// do whatever

My getters have some assertions, too - to avoid memory violation. But they do not check anything in production code.. just deliver the component as fast as possible. If the code needs to change using existence, I use has additionally before querying a component.

75
SFML projects / Re:creation - a top down action rpg about undeads
« on: October 18, 2015, 09:44:16 am »
Okay, I'll try something out. Do you know any great tutorials on GLSL? :)
Sorry, I don't :D

But here are my shaders for rendering a sprite with some brightness and saturation (I use it for blinking animations)
sprite_shader.loadFromMemory(
        "uniform float brightness, min_saturation, max_saturation;" \
        "uniform sampler2D texture;" \
        "void main() {" \
        "       vec4 pixel = gl_Color * texture2D(texture, gl_TexCoord[0].xy);" \
        "       pixel = vec4(clamp(pixel.rgb, min_saturation, max_saturation), pixel.a);" \
        "       gl_FragColor = vec4(pixel.rgb * brightness, pixel.a);" \
        "}",
        sf::Shader::Fragment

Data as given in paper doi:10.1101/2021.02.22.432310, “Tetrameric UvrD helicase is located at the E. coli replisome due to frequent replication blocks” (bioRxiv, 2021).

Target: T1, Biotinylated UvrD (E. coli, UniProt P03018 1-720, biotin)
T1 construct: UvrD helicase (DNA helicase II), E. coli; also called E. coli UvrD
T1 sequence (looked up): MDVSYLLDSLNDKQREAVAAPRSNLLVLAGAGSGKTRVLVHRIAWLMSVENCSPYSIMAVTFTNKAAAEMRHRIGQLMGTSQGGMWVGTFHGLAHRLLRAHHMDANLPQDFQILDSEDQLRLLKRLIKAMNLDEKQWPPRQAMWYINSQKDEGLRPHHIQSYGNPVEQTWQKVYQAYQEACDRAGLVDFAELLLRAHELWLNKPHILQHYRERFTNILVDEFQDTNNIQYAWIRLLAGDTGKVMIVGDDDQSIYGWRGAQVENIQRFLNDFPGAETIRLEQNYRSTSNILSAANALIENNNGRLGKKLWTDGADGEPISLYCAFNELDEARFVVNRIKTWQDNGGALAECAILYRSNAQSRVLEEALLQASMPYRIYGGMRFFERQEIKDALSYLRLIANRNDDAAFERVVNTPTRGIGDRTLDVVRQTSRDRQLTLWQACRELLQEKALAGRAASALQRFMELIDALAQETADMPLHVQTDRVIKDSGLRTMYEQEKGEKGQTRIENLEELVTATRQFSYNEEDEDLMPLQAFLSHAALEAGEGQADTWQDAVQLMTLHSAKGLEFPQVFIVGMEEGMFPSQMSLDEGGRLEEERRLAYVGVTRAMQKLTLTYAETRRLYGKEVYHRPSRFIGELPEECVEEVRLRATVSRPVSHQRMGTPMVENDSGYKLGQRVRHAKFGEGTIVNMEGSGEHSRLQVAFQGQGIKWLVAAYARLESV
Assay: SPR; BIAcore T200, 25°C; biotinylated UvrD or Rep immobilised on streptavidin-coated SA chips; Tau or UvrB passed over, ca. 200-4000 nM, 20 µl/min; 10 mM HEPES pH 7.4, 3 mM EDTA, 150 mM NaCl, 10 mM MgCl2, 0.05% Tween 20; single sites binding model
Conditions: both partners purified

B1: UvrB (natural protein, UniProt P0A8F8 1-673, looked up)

);
and for rendering a lighttexture (which is a major part of my lighting implementation).
light_shader.loadFromMemory(
        "uniform vec2 center;" \
        "uniform float radius;" \
        "uniform float intensity;" \
        "void main() {" \
        "       float dist = distance(gl_TexCoord[0].xy, center);" \
        "       float color = exp(-9.0*dist/radius);" \
        "       gl_FragColor = vec4(gl_Color.xyz * color, 1.0);" \
        "}",
        sf::Shader::Fragment
);
Setting up the sprite_shader before rendering looks like this:
sprite_shader.setParameter("brightness", brightness);
sprite_shader.setParameter("min_saturation", min_saturation);
sprite_shader.setParameter("max_saturation", max_saturation);
sprite_shader.setParameter("texture", sf::Shader::CurrentTexture);
Prerendering a light texture is shown here:
sf::RenderTexture buffer;
buffer.create(size, size);

// prepare shadeable object
sf::VertexArray array{sf::Quads, 4u};
array[0].position = {0.f, 0.f};
array[1].position = {size, 0.f};
array[2].position = {size, size};
array[3].position = {0.f, size};
for (std::size_t i = 0u; i < 4u; ++i) {
        array[i].texCoords = array[i].position;
        array[i].color = sf::Color::White;
}

// render lightmap
buffer.clear(sf::Color::Black);
light_shader.setParameter("radius", radius);
light_shader.setParameter("center", {size / 2.f, size / 2.f});
buffer.draw(array, &light_shader);
buffer.display();
Later the resulting texture is applied to the scene using a suitable blend mode. The lighting texture is attached (so you can see the result).

Maybe those shaders can help to when experimenting.